Growth this year will be “better than the 1.3 percent in 2016, the lowest in two decades, but we are not out of the woods yet,” World Bank Africa Chief Economist Albert Zeufack told reporters in a video conference from Washington on Wednesday. “Africa is still growing at negative per-capita rates.”
Country Forecasts

The bank cut South Africa’s GDP growth forecast for this year to 0.6 percent from 1.1 percent earlier, and raised Nigeria’s to 1.2 percent from 1 percent.

Pravin Gordhan’s ouster as South Africa’s finance minister in a cabinet reshuffle prompted S&P Global Ratings and Fitch Ratings Ltd. to cut the nation’s credit rating to sub-investment grade. Moody’s Investors Service put its assessment of the nation’s debt, which is two levels above junk, on review for a downgrade on April 3.

“The recent events represent a setback to business and investor confidence, and are likely to weigh down on the country’s prospects,” the World Bank said.

The bank reduced its forecast for the region’s expansion in 2018 to 3.2 percent from 3.6 percent in January.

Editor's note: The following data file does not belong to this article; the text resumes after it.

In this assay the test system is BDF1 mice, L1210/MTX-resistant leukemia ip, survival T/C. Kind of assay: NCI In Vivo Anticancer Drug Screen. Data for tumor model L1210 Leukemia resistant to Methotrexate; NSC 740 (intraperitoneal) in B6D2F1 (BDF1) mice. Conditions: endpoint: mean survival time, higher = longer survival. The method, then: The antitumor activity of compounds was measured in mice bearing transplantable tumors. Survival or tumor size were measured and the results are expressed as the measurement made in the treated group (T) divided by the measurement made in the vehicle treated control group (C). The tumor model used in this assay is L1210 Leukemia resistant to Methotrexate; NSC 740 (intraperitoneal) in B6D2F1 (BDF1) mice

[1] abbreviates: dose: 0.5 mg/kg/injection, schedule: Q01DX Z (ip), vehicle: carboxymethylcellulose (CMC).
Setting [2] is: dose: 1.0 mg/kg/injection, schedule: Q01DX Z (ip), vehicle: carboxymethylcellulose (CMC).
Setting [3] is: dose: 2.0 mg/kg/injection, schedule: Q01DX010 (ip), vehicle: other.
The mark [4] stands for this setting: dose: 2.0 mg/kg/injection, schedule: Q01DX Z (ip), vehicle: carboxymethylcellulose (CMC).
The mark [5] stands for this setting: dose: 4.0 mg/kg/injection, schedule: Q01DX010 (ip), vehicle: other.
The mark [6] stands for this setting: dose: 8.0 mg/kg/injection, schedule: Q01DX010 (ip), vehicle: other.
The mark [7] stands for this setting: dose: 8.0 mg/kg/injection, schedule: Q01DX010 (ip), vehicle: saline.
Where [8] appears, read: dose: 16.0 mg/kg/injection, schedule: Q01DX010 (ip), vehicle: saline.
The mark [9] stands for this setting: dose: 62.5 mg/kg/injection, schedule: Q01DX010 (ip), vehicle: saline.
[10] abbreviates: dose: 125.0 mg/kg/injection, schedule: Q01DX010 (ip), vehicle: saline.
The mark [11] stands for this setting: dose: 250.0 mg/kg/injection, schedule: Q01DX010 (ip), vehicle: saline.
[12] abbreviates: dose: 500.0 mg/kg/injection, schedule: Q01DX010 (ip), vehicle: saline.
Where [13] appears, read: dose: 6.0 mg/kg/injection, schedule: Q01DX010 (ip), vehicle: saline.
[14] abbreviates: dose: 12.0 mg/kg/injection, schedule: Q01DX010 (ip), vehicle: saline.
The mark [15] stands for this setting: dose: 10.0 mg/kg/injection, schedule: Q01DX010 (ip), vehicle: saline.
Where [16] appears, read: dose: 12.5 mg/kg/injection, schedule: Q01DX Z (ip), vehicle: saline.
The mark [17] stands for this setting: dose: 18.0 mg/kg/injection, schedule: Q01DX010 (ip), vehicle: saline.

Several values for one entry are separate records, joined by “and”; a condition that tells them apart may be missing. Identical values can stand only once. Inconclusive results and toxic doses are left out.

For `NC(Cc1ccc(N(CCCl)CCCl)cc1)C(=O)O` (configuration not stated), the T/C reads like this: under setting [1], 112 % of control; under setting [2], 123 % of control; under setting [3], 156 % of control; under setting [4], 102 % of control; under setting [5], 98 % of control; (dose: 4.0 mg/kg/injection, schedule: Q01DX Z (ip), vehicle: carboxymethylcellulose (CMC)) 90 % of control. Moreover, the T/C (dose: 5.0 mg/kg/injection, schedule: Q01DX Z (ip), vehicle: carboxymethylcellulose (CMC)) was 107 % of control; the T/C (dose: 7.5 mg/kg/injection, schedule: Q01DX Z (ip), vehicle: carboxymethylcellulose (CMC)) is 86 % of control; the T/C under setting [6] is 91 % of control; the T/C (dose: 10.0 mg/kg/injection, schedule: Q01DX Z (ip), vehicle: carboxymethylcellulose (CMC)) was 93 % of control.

Among non-resource intensive countries, such as Ethiopia, Senegal, and Tanzania, growth is expected to remain generally solid this year, supported by domestic demand, it said.

The economy of Angola, Africa’s biggest oil producer, will probably expand 1.2 percent this year, the bank said, leaving its January forecast unchanged.

Thursday, April 20, 2017

Reuters News - Exclusive: Putin-linked think tank drew up plan to sway 2016 U.S. election - documents

By Ned ParkerJonathan Landay and John Walcott | WASHINGTON
A Russian government think tank controlled by Vladimir Putin developed a plan to swing the 2016 U.S. presidential election to Donald Trump and undermine voters’ faith in the American electoral system, three current and four former U.S. officials told Reuters.
They described two confidential documents from the think tank as providing the framework and rationale for what U.S. intelligence agencies have concluded was an intensive effort by Russia to interfere with the Nov. 8 election. U.S. intelligence officials acquired the documents, which were prepared by the Moscow-based Russian Institute for Strategic Studies [], after the election.